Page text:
California Leads the Country in Worker Protections; Pay Transparency is its Newest Movement
Author Name: TrainingABC
Posted: 01-19-2023 06:36 PM
Synopsis: Learn about California's robust pay transparency laws and how they will affect your workforce.
In recent years, a number of states including Nevada, Maryland, and Connecticut enacted pay transparency laws, requiring businesses to provide more insight to employees and job applicants regarding pay scales for specific roles. Though the specifics of each state’s law might vary, the foundational purpose of these laws is similar across the board.
As of January 1, 2023, California joined the group of 13 states and its robust pay transparency law came into effect. Governor Newsom signed the bill into law on September 27, 2022; since the window for businesses to prepare was fairly short, there may be some organizations that are still adjusting to the new law and implementing the right infrastructure to support its requirements. As this law becomes operational in the state of California, HR professionals in every industry must have a strong understanding of its origin, feel comfortable with the details of the law, and figure out how to support its framework within their organizations.
The Intended Purpose of Pay Transparency
Pay transparency laws are meant to support workers; providing current employees and job seekers with a clear picture of salary expectations for each role can reduce gender and race wage gaps that businesses have struggled to get rid of. Historically, even talking about one’s own salary was taboo, and some workplaces still forbid it entirely. Now, as new generations of employees take the reins, there seems to be a rising acceptance of being open about one’s salary details.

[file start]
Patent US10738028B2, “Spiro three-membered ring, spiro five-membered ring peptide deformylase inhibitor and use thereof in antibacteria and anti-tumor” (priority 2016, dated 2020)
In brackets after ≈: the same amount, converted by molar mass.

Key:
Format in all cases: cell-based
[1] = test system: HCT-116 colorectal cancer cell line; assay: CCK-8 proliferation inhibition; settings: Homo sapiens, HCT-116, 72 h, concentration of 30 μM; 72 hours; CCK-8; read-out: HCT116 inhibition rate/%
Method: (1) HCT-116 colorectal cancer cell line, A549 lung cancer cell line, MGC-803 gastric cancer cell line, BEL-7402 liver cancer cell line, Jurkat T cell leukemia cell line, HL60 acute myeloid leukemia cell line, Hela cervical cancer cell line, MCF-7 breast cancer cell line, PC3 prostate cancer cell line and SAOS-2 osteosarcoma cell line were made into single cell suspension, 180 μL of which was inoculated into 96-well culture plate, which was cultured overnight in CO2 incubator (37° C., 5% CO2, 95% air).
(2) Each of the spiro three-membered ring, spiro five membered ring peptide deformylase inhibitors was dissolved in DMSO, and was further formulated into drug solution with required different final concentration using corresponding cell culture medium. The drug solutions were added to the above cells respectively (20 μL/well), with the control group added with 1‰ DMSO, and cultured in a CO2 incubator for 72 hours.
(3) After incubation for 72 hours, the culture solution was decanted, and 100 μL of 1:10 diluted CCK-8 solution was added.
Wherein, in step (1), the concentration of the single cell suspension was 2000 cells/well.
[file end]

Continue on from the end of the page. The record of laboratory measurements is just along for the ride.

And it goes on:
In a nationwide study conducted by Visier, 79% of respondents said they wanted some form of pay transparency while 32% said they wanted total pay transparency. 89% of Gen Z respondents answered that they felt comfortable discussing their pay openly, but for Baby Boomers, that number plummeted to 53%. While the past may have limited pay transparency discussions, the future of the workforce seems to be keen on pay transparency laws and open dialogue.
California’s History with Pay Transparency
The new bill, SB 1162, is not California’s first movement toward pay transparency. In 2017, section 432.3 was added to the California Labor Code. It required employers to provide pay scales when reasonably requested, and it protected applicants from having to answer certain questions about their salary history. SB 1162 is meant to expand on this code and make its requirements more robust, offering more protection to workers throughout the state.
Legal Requirements in CA
Due to the level of detail in the bill, it’s critical that HR professionals and business leaders are familiar with it front to back. Violating this bill can result in penalties, so it’s best to get in front of the requirements now. Here’s what’s in it:
- Pay Scale Disclosure (15+ Employees)